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These Cheap Stocks Could Make You a Millionaire

By Demitri Kalogeropoulos – Sep 30, 2020 at 8:30AM

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Time is on your side with these two great businesses.

The process of becoming a millionaire through stock market investing is simple -- but not easy. The simple part boils down to constructing a portfolio that exposes you to a variety of great businesses and then allowing those assets to compound their value over many decades.

Time is obviously a critical factor here, but it's also essential that you direct your cash toward companies with attractive growth and earnings profiles. Price is important, too, because even the best business can be a poor investment at a certain value.

With that in mind, let's look at a few stocks that seem to have the right ingredients for market-beating investor returns.

Four young adults eating fast food.

Image source: Getty Images.

Fast food is here to stay

McDonald's (MCD -0.82%) has been cooking burgers for hungry customers for over 65 years, and it has already created many millionaires over that time. But the fast-food titan isn't nearly done supersizing investors' portfolios.

Yes, the restaurant industry is under historic strain today. And the COVID-19 pandemic will likely keep sales shrinking through 2021. That's a key reason why McDonald's stock has barely kept pace with the broader market over the past 12 months.

Yet its dominant competitive assets are still shining through during this tough time. Sales quickly returned to growth in several global markets in the fiscal second quarter. "We know how to run great restaurants," CEO Chris Kempczinski told investors in late July.

That fact was clear from metrics like customer satisfaction, which just hit a new high for the business, and from Mickey D's industry-leading profitability. The company's track record for adapting to a wide range of selling conditions, including the rise of fast-casual challengers and the shift toward mobile ordering in recent years, should give investors confidence that this brand will endure for many more decades to come.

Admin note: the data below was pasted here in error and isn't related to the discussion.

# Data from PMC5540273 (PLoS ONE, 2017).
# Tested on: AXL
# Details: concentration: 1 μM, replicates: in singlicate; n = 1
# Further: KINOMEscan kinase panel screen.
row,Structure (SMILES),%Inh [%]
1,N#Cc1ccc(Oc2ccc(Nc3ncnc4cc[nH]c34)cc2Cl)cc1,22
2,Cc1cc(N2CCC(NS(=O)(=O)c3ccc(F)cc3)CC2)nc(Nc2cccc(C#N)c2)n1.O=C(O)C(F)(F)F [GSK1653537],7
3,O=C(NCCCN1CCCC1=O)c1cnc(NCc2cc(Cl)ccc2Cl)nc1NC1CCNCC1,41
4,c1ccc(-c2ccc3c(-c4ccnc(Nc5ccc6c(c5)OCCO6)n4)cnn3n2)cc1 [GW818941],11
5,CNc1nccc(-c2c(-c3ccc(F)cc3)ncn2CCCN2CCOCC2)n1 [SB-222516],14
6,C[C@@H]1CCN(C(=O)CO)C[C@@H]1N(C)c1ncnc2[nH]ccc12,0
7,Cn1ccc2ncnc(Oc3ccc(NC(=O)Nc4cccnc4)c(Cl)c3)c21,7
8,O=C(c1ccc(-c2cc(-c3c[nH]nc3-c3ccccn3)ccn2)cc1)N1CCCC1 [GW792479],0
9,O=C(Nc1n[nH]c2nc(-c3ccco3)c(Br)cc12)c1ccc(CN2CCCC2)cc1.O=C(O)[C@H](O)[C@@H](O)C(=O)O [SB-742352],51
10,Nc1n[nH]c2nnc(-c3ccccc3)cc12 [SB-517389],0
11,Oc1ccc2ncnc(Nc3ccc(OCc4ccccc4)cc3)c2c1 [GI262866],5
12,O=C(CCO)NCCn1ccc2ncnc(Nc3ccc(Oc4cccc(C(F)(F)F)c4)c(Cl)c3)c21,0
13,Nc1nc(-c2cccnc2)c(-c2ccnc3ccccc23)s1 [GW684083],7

The athleisure movement

Nike's (NKE) dominant hold on the global athleisure industry is no secret on Wall Street. The footwear and apparel giant's shares are up over 20% so far this year to trounce the gain in the S&P 500. Yet the stock still looks cheap when you factor in the growth expected in sales and earnings over the next decade or so.

Start with revenue, which recently outpaced investors' expectations as sales nearly bounced right back into positive territory after plunging during the worst of the pandemic-driven retailing shutdowns in the spring. Its performance in the U.S. market, which likely shrank during the period, was a clear indication that Nike maintains a significant innovation and branding lead over peers like Under Armour.

The bigger reason to like this stock over the next decade is what the e-commerce shift might do to Nike's profitability. While gross margin is predicted to remain sluggish in fiscal 2021, that's a temporary slump that will likely be followed by huge gains. Consider that Nike's direct-to-consumer sales are about 10 percentage points more profitable than its wholesale retailing business. And, with that segment reaching roughly one-third of overall sales compared to over 60% for lululemon athletica, there's lots of room for surging earnings in the years ahead.

Keep turnover low

An important but hard-to-quantify factor in millionaire-making investments is that the stocks' growth theses are strong enough to withstand the inevitable bumps a shareholder will endure along the way. A potentially life-changing investment isn't valuable if some operating stumble convinces you to sell it several years before it delivers those gains.

But with stellar, stable, and established businesses like Nike and McDonald's, that risk is reduced and you have a better chance at holding on through any volatility that might threaten your retirement-focused portfolio.

Demitri Kalogeropoulos owns shares of McDonald's, Nike, Under Armour (A Shares), and Under Armour (C Shares). The Motley Fool owns shares of and recommends Lululemon Athletica, Nike, Under Armour (A Shares), and Under Armour (C Shares). The Motley Fool has a disclosure policy.

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